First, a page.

I will admit, I’ve been a naughty girl. Since I’ve cut gluten foods from my diet, I’ve been relying more on these forbidden fruits and maybe it’s about time it caught up with me.

It started Friday afternoon on our long drive back from Hilton Head. I thought I was just stiff from being in the car for 12 hours. My back ached liked crazy, I was abnormally sore from my workout the day before and my neck was throbbing with severe tension pain.

My fingers are the first to give way that something is wrong. It’s like they move in slow motion and I can barely type. What the hell is wrong with me (I think to myself), I’m only 30 how could I possible have arthritis like this.

My lips starting tingling too – it’s just from being in the sun I said all week. (knowing very well what Dr. Aukerman said during my first appointment)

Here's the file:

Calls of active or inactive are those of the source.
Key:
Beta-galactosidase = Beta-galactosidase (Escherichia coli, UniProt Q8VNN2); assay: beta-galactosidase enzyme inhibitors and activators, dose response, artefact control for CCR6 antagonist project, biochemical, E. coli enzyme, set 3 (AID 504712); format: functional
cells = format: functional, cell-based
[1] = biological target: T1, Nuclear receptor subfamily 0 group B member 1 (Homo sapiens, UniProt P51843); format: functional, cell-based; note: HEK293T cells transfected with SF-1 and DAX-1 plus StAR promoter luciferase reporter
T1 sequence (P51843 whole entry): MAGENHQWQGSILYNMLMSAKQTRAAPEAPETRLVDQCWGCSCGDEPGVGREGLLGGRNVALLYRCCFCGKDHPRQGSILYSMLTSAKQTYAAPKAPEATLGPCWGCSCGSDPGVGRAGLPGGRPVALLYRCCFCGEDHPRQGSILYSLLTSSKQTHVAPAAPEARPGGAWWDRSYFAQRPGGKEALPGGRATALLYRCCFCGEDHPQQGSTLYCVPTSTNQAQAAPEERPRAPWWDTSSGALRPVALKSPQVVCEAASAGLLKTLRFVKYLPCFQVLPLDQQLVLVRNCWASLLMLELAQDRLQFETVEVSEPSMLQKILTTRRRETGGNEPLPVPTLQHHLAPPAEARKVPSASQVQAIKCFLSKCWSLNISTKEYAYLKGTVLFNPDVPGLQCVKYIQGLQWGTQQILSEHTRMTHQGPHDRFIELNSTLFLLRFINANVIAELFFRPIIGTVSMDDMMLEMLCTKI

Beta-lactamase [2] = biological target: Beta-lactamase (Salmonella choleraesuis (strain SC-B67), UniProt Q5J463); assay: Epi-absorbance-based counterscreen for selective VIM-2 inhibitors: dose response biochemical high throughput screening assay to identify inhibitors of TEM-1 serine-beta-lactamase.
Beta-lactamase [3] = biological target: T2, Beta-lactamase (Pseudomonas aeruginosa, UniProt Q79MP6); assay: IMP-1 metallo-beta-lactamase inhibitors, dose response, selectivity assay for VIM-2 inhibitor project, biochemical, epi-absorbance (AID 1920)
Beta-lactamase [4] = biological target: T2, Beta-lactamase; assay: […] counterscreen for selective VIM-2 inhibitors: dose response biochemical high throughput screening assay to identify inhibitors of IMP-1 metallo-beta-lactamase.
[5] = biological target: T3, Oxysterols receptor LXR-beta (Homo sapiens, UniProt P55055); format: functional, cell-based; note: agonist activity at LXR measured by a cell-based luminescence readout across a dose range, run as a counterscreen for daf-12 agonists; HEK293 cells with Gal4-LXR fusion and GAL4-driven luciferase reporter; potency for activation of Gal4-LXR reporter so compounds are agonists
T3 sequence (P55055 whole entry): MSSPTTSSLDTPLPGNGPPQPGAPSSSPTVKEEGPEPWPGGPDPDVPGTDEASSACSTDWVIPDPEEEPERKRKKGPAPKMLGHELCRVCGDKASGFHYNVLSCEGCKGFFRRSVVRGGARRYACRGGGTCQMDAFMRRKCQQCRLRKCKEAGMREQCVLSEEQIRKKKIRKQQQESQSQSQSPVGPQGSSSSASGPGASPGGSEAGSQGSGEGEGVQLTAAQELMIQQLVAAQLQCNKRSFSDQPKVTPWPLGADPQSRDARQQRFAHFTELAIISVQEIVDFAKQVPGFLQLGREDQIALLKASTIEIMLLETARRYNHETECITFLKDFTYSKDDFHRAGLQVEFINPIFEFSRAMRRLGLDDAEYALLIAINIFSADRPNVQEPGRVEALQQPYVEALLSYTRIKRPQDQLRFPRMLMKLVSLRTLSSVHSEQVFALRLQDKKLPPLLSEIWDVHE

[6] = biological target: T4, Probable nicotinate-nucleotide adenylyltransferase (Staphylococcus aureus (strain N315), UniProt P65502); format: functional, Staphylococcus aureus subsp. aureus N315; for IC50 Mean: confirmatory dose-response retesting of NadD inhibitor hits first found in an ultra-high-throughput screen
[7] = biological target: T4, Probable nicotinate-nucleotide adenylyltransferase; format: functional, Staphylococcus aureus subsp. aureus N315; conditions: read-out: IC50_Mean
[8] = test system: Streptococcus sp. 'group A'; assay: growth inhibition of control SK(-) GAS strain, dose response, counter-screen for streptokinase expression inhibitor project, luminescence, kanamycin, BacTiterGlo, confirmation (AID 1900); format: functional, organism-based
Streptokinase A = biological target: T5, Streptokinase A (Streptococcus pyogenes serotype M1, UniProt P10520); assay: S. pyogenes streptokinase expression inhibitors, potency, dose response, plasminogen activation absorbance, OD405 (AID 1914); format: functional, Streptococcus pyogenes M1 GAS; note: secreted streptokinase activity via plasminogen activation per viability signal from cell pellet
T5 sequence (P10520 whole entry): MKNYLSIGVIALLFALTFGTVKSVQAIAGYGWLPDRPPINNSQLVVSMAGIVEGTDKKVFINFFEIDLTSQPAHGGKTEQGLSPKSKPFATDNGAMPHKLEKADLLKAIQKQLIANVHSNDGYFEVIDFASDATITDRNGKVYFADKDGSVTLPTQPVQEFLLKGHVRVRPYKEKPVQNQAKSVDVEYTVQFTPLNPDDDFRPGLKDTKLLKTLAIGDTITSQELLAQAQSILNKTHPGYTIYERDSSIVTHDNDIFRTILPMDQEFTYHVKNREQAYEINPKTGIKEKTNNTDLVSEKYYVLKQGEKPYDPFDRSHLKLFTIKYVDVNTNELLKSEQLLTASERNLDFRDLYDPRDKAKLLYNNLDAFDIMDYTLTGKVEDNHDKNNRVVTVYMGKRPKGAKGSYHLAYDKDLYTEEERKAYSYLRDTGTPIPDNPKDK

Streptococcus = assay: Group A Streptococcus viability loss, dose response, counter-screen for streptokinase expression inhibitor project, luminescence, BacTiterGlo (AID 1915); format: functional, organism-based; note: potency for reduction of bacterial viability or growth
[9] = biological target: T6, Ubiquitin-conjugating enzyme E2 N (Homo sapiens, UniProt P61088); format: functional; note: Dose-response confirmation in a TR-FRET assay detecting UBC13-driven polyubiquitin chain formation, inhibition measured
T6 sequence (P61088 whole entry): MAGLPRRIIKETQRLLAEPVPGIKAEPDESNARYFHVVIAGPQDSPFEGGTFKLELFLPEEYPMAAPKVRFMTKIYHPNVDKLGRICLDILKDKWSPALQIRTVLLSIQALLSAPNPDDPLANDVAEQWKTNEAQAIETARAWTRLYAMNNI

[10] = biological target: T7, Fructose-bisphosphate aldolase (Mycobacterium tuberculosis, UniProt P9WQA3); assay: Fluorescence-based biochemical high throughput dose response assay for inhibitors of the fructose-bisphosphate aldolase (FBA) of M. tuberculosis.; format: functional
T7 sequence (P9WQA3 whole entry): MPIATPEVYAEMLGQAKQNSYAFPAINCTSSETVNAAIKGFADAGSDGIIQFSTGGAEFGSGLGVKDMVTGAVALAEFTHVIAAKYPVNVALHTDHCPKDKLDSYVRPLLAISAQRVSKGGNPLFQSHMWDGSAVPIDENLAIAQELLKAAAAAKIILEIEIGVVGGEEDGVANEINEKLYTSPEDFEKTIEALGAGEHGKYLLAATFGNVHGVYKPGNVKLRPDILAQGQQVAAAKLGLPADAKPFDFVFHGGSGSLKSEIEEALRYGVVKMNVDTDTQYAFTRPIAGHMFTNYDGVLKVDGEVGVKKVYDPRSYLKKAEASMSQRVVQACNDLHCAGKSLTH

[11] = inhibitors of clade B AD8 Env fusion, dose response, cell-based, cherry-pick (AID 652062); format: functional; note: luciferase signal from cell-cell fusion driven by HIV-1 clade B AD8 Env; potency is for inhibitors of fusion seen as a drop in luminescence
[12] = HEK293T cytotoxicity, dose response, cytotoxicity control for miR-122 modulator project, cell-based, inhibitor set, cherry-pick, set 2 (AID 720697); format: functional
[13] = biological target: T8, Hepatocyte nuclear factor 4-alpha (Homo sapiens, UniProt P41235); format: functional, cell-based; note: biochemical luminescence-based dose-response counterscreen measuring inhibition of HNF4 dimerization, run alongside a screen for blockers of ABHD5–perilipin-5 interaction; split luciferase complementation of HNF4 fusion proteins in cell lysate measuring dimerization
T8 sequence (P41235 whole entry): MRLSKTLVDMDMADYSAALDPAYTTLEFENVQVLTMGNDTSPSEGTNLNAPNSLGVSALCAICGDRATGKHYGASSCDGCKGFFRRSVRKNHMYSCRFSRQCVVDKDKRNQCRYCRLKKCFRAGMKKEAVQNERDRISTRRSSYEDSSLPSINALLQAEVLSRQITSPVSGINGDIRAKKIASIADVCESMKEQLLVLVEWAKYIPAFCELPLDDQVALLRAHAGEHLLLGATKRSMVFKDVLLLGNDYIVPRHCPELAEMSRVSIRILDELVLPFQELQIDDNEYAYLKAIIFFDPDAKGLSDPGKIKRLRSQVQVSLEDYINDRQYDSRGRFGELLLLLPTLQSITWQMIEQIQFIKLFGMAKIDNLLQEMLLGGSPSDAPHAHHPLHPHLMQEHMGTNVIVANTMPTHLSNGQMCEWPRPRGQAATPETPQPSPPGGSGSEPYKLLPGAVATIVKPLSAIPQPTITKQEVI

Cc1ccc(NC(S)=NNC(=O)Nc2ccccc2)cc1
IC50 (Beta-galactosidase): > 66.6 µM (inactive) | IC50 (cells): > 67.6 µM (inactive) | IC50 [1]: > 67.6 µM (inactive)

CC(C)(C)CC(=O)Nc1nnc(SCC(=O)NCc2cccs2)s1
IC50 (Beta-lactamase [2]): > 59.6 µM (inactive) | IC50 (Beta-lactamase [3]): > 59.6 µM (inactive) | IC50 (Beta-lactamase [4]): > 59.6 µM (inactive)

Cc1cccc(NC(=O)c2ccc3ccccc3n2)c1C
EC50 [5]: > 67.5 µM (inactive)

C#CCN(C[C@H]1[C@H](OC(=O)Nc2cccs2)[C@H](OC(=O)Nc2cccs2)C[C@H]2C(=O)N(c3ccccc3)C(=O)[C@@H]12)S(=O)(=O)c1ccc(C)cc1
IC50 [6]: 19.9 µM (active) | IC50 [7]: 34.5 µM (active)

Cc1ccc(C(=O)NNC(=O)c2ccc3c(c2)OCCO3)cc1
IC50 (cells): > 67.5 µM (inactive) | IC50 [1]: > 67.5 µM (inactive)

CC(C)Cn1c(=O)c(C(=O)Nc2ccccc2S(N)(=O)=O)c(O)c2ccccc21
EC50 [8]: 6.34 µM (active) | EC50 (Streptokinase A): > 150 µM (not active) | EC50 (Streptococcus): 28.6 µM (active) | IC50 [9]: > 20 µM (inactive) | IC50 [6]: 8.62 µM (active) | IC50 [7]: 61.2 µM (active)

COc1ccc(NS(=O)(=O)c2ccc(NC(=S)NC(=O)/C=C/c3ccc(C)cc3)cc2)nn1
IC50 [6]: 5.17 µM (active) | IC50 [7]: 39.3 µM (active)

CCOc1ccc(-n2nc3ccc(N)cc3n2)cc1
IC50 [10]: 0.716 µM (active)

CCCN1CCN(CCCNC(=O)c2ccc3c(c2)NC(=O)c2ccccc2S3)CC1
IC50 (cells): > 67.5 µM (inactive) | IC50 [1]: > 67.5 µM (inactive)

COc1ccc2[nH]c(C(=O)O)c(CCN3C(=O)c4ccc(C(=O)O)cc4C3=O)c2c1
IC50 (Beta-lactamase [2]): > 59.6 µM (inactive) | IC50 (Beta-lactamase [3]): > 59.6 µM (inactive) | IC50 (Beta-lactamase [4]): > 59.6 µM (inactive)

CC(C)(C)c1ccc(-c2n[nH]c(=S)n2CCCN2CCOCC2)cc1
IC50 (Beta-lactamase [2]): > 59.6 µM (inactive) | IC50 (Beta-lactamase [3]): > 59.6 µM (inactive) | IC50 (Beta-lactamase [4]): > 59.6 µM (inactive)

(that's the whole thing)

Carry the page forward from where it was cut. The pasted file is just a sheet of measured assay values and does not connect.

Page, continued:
I know I ate guacamole at lunch that day. But, I didn’t think I’d pay for it like this.

Fast forward to today. I ate Chipotle and yes, I devoured some guacamole.

img_3602
All day. My. Joints. Ached. I took the dog to the park and my knees throbbed just walking 10 minutes to the spot where he goes swimming.

Come on Mom! Throw me the stick...
Come on Mom! Throw me the stick…

My lips are tingling and I can see the red lines around them like that time at Dr. Aukerman’s office.

I can barely type this blog post because my fingers are so stiff and hurt so bad.

Conclusion: I should stop eating avocados.

But why? I love them so much. It just seems like my whole world is crashing down just because of another set-back, another list of foods I can’t eat anymore. It isn’t fair. I want a freaking bagel or a sandwich with everyone else. Why can’t I just have my banana and eat it too?